Concorde Landing Gear Operation

Landing Gear Retraction and Extension

 

NORMAL OPERATION

 

Retraction and normal extension is electrically signaled and hydraulically actuated. The landing gear up selection initiates a sequence of actions. If the up-locks are open and ready, the doors for the three principal gears are opened, then if nose wheel steering is centered and main bogies level, hydraulic pressure opens the down-locks, unlocks the shortening mechanism and retracts the gear. When up-locks are engaged, the doors will close. Extension is far simpler: its checks that the down-locks are open then sequences doors open, gear down and door close. Tail gear basically followers the others, but is not involved in sequencing. Maximum speed for gear operation is 270kts; it takes about 12 second to retract.

When the landing gear lever on the flight deck is in the NAUTRAL position, both the electrical control and hydraulic supply are shut off leaving the doors held by the mechanical locks, thus preventing inadvertent land gear extension through control or actuator failure. During the landing gear retraction the main and nose wheels are automatically braked and released.

 

STANDBY OPERATION

 

In the event of hydraulic malfunction there is a standby lowering system. It is accomplished hydro-mechanically and by manual sequencing and timing, by means of a separate control lever on the Centre Pedestal Instrument Panel on the flight deck, the lever is independently powered by the Yellow hydraulic system.

 

FREE FALL OPERATION

 

Certain combinations of problems would plan to preserve the hydraulic effort exclusively for the flight controls. In these cases the landing gear would be lowered by free-fall mechanisms. This involves a visit to the passenger cabin and opening a floor panel. Free-fall controls are located immediately above the nose gear and the main-gear up-locks. For the nose-gear a rotary control first isolates hydraulics and vents the retraction jack to atmosphere, then via a screw jack mechanism opens the doors up-locks and the gear up-locks. The gear falls into the doors pushing them open, the airstream catches the gear and pushes it into the down-lock.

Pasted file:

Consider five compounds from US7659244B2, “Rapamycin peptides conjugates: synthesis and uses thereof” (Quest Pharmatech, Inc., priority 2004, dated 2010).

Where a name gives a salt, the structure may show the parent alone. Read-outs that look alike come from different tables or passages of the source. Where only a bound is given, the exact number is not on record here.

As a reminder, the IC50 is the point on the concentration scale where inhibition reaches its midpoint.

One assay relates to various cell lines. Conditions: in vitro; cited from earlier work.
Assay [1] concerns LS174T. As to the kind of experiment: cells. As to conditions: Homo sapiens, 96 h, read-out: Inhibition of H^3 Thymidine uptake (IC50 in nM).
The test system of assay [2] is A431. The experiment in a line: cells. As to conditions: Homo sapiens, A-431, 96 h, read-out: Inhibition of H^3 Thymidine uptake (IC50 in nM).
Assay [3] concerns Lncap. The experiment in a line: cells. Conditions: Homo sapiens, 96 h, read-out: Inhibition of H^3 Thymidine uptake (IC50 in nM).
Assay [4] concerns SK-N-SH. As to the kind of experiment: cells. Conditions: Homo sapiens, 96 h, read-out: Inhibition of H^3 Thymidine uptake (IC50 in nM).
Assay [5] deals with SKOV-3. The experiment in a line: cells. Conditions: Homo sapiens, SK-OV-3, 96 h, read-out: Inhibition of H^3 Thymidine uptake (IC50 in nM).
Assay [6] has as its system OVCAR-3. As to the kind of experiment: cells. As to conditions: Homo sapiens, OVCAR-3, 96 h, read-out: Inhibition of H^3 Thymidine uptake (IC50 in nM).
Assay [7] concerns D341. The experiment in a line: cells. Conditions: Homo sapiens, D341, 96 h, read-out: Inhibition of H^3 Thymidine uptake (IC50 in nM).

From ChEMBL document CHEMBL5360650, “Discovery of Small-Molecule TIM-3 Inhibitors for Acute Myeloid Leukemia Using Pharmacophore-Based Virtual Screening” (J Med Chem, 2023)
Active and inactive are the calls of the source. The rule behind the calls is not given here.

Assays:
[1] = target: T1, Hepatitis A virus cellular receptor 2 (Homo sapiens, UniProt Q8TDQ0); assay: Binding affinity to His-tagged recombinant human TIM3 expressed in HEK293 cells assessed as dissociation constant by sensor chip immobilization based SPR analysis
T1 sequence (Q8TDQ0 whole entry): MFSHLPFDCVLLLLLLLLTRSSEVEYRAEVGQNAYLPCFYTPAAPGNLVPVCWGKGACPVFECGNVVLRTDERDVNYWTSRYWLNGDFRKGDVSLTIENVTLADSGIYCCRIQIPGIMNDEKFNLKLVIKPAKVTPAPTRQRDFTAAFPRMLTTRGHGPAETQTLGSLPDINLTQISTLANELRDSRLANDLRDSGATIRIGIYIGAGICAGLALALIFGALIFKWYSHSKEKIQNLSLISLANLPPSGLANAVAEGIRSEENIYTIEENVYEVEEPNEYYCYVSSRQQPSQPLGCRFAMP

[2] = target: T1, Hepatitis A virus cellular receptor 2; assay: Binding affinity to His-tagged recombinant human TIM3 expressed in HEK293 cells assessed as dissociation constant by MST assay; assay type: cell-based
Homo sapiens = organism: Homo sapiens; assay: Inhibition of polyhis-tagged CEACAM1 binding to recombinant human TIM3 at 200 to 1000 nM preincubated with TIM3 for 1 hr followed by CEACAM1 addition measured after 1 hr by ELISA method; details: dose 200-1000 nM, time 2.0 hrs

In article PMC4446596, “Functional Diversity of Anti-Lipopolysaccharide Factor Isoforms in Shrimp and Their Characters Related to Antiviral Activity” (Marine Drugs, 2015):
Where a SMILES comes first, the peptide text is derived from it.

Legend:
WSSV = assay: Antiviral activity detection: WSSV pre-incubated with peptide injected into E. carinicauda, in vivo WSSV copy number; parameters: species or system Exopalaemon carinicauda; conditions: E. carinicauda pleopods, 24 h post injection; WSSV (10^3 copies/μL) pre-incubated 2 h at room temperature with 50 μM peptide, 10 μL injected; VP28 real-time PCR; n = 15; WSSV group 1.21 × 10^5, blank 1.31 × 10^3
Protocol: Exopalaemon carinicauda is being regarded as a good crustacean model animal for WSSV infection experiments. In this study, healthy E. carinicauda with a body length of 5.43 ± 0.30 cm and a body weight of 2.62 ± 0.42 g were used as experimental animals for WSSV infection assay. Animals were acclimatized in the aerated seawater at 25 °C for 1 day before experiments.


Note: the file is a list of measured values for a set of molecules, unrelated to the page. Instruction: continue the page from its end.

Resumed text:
Under the rear cabin floor a rotary control does the similar job on the main landing gear hydraulics, but this time a cranked lever is placed into a socket and, from a kneeling position with body braced and trying not to grimace it is heaved forcefully to starboard to open the up-locks.

In both cases a change in slipstream noise will indicate the measure of success. A practiced hand will achieve ‘3 green’ within 2 minutes and 45 seconds. At this point the tail gear would remain in the up position.

To assist in locating the free fall controls, a starboard hat rack in both forward and rear cabins is identified with 1 red and 1 green disc at a position adjacent to each control panel.